This discussion paper advances the idea that the Covid-19 pandemic has been a seismic event for government economic policies around the world.

M. Metin Başbay 06 November 2020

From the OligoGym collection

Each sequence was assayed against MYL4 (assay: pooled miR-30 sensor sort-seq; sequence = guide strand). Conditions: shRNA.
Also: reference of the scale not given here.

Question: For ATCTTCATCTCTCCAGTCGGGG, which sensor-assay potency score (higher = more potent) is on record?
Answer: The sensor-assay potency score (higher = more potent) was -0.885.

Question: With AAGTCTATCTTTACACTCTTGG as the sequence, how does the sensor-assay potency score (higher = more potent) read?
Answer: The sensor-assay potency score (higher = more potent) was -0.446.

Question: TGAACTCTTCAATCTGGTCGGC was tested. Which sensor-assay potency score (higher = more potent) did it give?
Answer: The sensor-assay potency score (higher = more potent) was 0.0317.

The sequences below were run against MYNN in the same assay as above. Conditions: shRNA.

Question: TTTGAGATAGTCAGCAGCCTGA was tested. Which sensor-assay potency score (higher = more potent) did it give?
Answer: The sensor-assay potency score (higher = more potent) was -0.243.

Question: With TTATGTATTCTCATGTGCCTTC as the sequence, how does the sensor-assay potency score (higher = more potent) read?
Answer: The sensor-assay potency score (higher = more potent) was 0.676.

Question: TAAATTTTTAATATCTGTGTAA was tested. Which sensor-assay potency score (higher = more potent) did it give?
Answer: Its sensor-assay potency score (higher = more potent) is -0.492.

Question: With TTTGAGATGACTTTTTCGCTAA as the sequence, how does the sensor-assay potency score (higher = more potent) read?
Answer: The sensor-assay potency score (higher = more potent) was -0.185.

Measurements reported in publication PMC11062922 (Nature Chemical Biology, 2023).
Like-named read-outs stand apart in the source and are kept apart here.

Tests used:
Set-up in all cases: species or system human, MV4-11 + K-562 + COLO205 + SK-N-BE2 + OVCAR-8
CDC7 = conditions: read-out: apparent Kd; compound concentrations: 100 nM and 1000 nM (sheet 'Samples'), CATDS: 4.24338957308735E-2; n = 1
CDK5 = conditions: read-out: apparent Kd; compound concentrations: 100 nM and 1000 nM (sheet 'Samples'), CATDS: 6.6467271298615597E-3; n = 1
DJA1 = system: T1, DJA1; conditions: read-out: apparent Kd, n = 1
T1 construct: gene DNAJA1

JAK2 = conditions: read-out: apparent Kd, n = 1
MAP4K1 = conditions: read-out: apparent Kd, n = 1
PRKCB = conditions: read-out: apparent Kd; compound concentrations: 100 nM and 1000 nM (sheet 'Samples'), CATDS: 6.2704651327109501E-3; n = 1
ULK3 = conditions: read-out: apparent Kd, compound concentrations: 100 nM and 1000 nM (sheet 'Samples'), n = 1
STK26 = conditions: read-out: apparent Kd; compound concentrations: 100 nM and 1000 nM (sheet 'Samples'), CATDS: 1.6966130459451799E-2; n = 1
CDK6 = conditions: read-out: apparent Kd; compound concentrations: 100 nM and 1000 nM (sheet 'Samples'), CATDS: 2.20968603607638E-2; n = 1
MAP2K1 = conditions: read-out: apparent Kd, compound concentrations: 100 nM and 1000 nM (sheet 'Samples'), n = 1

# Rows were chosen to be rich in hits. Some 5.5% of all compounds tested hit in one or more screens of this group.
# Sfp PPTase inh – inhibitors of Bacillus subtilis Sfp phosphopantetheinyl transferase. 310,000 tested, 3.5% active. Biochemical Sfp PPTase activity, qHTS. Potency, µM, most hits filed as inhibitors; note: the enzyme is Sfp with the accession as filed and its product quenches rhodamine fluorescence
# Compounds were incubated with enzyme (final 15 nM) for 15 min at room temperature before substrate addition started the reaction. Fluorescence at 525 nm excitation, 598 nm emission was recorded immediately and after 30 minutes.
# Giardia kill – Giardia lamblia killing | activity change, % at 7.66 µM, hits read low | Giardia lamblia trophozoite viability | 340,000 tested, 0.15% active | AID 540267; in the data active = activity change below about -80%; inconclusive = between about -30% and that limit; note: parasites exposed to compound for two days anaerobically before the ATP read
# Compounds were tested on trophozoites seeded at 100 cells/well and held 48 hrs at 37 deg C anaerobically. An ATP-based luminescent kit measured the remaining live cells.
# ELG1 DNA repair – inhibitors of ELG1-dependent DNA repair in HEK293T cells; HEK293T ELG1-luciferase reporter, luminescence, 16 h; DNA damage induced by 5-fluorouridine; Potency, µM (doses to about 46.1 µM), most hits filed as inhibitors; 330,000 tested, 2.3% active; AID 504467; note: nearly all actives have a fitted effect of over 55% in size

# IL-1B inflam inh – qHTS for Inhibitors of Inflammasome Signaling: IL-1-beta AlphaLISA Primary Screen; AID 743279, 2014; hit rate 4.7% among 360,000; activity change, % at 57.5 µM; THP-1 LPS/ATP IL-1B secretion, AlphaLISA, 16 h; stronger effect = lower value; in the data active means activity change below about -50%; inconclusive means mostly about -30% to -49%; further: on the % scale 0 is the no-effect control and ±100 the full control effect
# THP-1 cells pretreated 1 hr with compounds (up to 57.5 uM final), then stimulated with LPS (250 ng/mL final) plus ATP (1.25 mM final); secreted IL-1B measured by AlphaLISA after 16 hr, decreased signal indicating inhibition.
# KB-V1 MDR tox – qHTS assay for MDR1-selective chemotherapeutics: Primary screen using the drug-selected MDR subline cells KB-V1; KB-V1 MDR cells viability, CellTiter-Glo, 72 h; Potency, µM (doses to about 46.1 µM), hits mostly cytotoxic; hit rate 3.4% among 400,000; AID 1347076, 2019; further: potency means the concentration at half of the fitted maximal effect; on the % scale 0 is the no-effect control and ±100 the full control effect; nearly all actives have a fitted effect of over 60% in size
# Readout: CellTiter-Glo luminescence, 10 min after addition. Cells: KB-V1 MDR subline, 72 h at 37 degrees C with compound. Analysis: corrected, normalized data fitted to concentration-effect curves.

This paper advances the idea that the Covid-19 pandemic has been a seismic event for government economic policies around the world. Even after the pandemic is brought under control, its consequences are likely to have a major long-term impact on issues ranging from government fiscal behaviour to international borrowing and trade. Moreover, rising government debt will serve to tilt the economic balance between developed and developing countries in favour of the former due to the fact that developed economies have much wider fiscal flexibility than developing countries. However, in the case of a catastrophic economic downturn in developing countries, such as another lost decade of economic growth, there may be damaging side effects for developed countries as well. Unless developed economies act quickly and boldly to alleviate the debt burden of developing countries, the potential for a total collapse in international finance and trade will substantially increase. This may also lead to a new wave of migration towards developed countries, with significant implications for domestic politics in these countries.

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